Ecotourism is one of the most popular emerging tourism markets. With the environment in an ever-worsening condition, the tourism industry has sat up and taken notice and directed tourism toward exotic, often threatened, natural environments, especially to support conservation efforts and observe wildlife.

Ecotourism is a tried and tested form of tourism that is increasing in scope and scale. Countries with fragile eco-systems, but with a lot of tourism potential, have been particularly successful in adopting eco-tourism methods. Often these places serve to help the environment by promoting the necessity of conservation and preservation. This is necessary information for tourists because they take away more than just memories, they are provided with information they can spread long after they head back home. By increasing employment opportunities, ecotourism is an effective vehicle for empowering local communities around the world to fight against poverty and to achieve sustainable development. With an emphasis on enriching personal experiences and environmental awareness through interpretation, ecotourism promotes greater understanding and appreciation for nature, local society, and culture.

Recently myself and my fellow Progressio ICS volunteers got the opportunity to visit Nuevo Gualcho, one such example of ecotourism in the blossoming tourist destination that is El Salvador. The community of Nuevo Gualcho is born out of hardship. Refugees, who fled to Honduras, fleeing the barbaric civil war, returned and rebuilt their community, and their foolhardy nature and guile has clearly been passed down the generations. Clearly a community looking for their next opportunity to thrive, not as individuals but collectively.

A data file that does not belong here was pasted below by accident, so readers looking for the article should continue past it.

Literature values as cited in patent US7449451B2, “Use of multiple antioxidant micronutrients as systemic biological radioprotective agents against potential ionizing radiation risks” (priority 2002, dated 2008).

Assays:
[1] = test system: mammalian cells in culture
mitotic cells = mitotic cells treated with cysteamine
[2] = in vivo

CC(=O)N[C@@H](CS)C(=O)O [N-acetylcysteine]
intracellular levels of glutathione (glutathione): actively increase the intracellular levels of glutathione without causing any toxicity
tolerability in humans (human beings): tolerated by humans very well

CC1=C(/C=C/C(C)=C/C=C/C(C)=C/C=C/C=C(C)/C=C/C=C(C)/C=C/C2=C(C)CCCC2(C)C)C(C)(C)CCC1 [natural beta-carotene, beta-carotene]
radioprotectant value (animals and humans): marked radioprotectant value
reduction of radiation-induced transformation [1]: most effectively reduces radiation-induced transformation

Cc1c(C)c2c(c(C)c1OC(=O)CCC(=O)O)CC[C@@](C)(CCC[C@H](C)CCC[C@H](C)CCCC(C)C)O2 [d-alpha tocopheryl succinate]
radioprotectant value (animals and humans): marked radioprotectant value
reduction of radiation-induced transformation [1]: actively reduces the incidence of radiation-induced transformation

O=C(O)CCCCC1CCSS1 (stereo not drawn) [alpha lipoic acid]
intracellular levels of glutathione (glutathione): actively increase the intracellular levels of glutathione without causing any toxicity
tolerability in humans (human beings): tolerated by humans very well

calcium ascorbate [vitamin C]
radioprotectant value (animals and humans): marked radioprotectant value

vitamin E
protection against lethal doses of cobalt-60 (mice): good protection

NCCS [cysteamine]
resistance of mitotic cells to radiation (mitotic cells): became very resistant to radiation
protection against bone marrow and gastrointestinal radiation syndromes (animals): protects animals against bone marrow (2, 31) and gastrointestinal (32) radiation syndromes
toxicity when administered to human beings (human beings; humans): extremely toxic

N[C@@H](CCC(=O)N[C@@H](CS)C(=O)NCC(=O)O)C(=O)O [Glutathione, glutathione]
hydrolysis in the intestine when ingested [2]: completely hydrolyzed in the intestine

The potential El Salvador possesses as a tourist destination is staggering. Miles of coastline with dramatic surf and idyllic scenery. Volcanoes dominating the skyline provide a truly staggering backdrop. However, El Salvador holds the keys to its future success as a tourist destination. The main reason that the nation still struggles to fulfil its potential is the crippling gang crisis that leaves no family or community unaffected. Nuevo Gualcho therefore is a community pioneering the potential for tourists in El Salvador. They are clinging on to the hope that the gang problem will subside and the people of El Salvador will have a chance to allow their country to thrive. This is evident in their new eco-cabins that have been purpose built for tourism. With stunning views across an epic landscape, Nuevo Gualcho would be an idyllic retreat for any of the more adventurous tourists out there. If more places in El Salvador could adopt a similar level of optimism surrounding their country’s future, then it could look a little more certain. 

Written by ICS volunteer Harry Rix